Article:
Energy beam direct writing is one of the versatile direct writing technology and several journals have been published based on classification and principles, discharge parameter, improvement and materials, and the commercial and economical aspect of EBDW. Hon K. et. al.(2008), classified EBDW into nine categories which are: laser chemical vapour deposition (LCVD), laser enhanced electroless plating (LEEP), laser enhanced or activated electroplating, laser consolidation of the solid films, laser induced forward transfer (Lift), matrix assisted pulsed laser direct write (MAPLE DW), laser induced backward transfer, focussed ion base (FIB) and laser contact-free trapping and transferring of particles in solution for 3-D direct write. Each of these sub-topics was explicitly dealt with in theory and application. Glasser L. (2007), described EBDW as the "...technology of the future..." with each technique gaining a vast interest and has a long history in the development and improvement of semiconductors manufacturing.

Undoubtedly, Martin L. (2009) actually identifies the multi-beam solution as one potential technique for the next generation lithography technique. EBDW, have much interest in laboratories and R&D, also have a shortfall of proximity effect that limits the resolution. A feature common with all classification is the use of laser which is a unique material processing tool. The useful parameters that are considered when using this technology are processing speed, precision, patterning accuracy, resolution capability and critical dimension.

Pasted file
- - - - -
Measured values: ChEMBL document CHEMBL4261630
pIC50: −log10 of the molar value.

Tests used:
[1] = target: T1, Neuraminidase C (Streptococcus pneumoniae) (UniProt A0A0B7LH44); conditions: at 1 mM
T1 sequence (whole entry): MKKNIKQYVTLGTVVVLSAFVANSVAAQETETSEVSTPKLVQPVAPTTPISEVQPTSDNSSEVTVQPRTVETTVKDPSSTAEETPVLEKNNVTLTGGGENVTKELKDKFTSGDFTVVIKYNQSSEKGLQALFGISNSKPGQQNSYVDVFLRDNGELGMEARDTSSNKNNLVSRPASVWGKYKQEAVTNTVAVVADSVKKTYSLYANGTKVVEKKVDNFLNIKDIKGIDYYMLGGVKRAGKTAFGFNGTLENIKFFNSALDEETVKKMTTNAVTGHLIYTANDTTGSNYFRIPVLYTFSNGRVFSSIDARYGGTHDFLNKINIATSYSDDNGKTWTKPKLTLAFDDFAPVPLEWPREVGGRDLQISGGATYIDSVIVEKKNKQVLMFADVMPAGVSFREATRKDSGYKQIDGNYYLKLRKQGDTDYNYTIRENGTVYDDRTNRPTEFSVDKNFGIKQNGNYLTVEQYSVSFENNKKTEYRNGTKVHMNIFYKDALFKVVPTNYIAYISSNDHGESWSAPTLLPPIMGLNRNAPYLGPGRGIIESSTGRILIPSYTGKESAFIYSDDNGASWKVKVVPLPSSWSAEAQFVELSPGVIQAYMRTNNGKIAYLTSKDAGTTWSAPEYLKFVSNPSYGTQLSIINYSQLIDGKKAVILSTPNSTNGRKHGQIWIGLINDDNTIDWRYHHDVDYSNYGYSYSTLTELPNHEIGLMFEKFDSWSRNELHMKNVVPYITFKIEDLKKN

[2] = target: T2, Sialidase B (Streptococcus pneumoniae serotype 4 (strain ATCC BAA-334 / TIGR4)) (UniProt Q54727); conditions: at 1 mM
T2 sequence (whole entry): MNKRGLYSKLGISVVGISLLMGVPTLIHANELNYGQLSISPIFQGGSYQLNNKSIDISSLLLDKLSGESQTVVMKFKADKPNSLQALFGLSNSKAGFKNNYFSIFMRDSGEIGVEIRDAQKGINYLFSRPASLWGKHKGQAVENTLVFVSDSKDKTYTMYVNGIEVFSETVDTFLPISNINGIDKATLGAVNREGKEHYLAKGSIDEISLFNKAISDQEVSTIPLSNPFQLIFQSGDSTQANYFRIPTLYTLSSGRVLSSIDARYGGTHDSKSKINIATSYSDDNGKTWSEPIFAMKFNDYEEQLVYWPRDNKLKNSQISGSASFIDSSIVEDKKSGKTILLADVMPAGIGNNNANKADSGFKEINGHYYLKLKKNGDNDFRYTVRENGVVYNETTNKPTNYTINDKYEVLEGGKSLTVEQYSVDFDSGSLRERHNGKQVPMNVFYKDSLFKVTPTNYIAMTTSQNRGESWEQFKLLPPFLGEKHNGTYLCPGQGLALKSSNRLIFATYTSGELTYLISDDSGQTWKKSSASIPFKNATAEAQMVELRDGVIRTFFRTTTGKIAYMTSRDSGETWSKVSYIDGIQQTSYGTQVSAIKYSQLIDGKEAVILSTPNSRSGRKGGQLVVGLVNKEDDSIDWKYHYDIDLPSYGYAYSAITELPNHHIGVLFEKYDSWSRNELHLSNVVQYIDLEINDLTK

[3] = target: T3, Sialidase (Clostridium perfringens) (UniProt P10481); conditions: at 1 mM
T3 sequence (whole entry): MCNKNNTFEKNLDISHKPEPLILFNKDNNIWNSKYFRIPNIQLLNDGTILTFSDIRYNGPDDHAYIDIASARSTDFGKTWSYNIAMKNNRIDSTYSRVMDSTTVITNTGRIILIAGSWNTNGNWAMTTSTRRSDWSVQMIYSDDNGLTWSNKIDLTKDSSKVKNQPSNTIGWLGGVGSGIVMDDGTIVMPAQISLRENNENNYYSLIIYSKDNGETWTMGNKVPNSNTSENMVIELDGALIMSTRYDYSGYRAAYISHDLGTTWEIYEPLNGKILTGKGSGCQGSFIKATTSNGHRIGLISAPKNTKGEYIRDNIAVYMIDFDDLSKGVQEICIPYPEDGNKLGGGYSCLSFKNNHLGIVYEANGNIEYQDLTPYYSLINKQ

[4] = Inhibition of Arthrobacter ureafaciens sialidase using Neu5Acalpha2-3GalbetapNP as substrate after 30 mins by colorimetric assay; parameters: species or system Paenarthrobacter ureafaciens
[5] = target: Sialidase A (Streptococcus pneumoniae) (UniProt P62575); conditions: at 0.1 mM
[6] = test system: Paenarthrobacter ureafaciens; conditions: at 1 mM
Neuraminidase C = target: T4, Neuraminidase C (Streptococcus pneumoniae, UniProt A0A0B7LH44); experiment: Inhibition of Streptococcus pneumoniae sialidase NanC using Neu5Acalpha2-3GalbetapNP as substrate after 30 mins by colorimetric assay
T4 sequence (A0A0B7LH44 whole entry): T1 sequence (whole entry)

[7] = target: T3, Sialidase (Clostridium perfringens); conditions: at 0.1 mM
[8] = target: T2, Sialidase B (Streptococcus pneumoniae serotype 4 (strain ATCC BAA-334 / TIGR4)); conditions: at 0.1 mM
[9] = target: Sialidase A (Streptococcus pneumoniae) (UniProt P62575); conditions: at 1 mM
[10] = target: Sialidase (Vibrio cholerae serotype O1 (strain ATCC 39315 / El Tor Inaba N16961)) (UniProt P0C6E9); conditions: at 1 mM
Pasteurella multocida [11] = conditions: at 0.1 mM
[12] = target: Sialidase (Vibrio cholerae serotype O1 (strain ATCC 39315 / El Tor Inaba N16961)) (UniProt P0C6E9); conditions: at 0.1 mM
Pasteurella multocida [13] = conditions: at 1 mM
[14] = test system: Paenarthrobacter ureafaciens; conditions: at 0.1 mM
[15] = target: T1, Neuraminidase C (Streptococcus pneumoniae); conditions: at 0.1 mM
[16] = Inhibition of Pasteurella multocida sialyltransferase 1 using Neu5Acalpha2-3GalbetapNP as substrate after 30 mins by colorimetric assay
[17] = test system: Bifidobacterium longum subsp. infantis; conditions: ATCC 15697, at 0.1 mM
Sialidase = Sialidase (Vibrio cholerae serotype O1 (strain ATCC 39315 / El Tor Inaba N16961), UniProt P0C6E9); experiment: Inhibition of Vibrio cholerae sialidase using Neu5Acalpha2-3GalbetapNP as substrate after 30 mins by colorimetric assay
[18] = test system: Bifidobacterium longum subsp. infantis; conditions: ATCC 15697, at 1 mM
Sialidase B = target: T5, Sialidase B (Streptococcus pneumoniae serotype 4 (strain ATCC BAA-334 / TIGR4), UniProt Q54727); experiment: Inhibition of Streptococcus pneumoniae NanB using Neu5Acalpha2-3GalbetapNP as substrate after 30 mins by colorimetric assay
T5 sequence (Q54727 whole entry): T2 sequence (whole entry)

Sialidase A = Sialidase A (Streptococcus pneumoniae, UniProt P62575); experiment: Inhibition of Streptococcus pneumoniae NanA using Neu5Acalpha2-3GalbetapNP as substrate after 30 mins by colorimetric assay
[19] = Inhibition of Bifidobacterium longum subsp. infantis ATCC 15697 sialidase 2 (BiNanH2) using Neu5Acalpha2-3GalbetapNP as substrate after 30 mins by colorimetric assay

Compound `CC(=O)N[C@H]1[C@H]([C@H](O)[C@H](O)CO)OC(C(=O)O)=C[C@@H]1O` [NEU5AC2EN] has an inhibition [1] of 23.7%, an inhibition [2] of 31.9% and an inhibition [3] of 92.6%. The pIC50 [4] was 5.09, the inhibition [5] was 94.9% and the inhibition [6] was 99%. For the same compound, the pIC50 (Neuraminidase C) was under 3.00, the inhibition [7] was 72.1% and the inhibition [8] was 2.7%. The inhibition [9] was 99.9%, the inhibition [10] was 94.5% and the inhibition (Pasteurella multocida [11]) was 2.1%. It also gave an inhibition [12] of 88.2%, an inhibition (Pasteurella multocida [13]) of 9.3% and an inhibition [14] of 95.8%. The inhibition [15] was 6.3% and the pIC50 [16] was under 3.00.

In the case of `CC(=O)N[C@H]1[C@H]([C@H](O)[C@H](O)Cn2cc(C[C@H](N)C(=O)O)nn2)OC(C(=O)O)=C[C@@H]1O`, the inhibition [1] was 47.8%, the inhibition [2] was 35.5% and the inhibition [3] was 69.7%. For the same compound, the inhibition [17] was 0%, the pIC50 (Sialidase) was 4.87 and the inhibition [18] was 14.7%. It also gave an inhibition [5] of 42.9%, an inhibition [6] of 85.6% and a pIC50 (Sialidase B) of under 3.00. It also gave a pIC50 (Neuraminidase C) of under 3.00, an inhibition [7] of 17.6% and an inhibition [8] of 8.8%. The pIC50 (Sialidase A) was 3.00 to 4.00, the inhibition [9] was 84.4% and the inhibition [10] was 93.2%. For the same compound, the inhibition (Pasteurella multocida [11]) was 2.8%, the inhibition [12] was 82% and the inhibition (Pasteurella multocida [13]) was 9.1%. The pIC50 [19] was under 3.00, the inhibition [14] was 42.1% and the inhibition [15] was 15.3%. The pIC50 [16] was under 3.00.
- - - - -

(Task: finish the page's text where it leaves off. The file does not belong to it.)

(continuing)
Application areas of EBDW are 3D laser ablation micromachining to process glass and other hard materials like ceramics, Sl3N4, Al2O and ZrO2. Piqué A. & Chrisey B. (2002), also disclose a host of industrial application such molecular electronics, optical communication, micro photonics, magnetic information storage, quantum effect electronics, biological research and MEMS.

Another application area of laser direct writing undergoing research is the direct writing of electronic material on living biological substrate or specimen. Chrisey D. et. al. (2000), explained that the need not to only electrically interface animal kingdom for better understanding but also to manipulate it. A typical example is to train and use an adult worker honeybee to trace and detect extremely low toxic chemical. To do this, scientist must attach an extremely small antenna to each animal for communication.

Figure 5: 35-GHz fractal antenna design (left) and MAPLE-DW printed antenna on the abdomen of a dead drone honeybee (right), [5].

Flow or Filament Base Direct Writing (FBDW)